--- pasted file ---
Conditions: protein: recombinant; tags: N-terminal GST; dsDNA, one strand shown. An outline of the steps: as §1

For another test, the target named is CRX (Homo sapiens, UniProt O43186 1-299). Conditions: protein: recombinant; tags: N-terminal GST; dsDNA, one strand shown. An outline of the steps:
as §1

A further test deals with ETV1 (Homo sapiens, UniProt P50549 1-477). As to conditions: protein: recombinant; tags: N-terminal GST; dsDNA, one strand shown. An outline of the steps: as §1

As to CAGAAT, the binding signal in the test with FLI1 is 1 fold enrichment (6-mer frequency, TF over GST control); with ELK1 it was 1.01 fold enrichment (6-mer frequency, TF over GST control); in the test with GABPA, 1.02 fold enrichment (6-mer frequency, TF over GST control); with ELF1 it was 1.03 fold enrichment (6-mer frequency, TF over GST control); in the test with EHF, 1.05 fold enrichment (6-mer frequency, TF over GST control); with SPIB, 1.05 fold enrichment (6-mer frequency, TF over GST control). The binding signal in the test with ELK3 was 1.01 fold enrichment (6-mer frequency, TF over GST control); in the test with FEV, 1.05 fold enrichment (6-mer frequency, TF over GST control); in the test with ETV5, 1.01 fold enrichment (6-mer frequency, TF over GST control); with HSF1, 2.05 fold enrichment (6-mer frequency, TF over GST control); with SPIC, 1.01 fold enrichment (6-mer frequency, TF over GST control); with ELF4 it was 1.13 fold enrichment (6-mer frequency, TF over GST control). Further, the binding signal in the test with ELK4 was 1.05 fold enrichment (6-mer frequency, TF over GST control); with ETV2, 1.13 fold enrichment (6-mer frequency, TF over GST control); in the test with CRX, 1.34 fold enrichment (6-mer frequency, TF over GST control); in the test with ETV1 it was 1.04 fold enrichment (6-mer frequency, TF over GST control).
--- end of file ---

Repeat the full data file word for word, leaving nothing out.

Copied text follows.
Conditions: protein: recombinant; tags: N-terminal GST; dsDNA, one strand shown. An outline of the steps: as §1

For another test, the target named is CRX (Homo sapiens, UniProt O43186 1-299). Conditions: protein: recombinant; tags: N-terminal GST; dsDNA, one strand shown. An outline of the steps:
as §1

A further test deals with ETV1 (Homo sapiens, UniProt P50549 1-477). As to conditions: protein: recombinant; tags: N-terminal GST; dsDNA, one strand shown. An outline of the steps: as §1

As to CAGAAT, the binding signal in the test with FLI1 is 1 fold enrichment (6-mer frequency, TF over GST control); with ELK1 it was 1.01 fold enrichment (6-mer frequency, TF over GST control); in the test with GABPA, 1.02 fold enrichment (6-mer frequency, TF over GST control); with ELF1 it was 1.03 fold enrichment (6-mer frequency, TF over GST control); in the test with EHF, 1.05 fold enrichment (6-mer frequency, TF over GST control); with SPIB, 1.05 fold enrichment (6-mer frequency, TF over GST control). The binding signal in the test with ELK3 was 1.01 fold enrichment (6-mer frequency, TF over GST control); in the test with FEV, 1.05 fold enrichment (6-mer frequency, TF over GST control); in the test with ETV5, 1.01 fold enrichment (6-mer frequency, TF over GST control); with HSF1, 2.05 fold enrichment (6-mer frequency, TF over GST control); with SPIC, 1.01 fold enrichment (6-mer frequency, TF over GST control); with ELF4 it was 1.13 fold enrichment (6-mer frequency, TF over GST control). Further, the binding signal in the test with ELK4 was 1.05 fold enrichment (6-mer frequency, TF over GST control); with ETV2, 1.13 fold enrichment (6-mer frequency, TF over GST control); in the test with CRX, 1.34 fold enrichment (6-mer frequency, TF over GST control); in the test with ETV1 it was 1.04 fold enrichment (6-mer frequency, TF over GST control).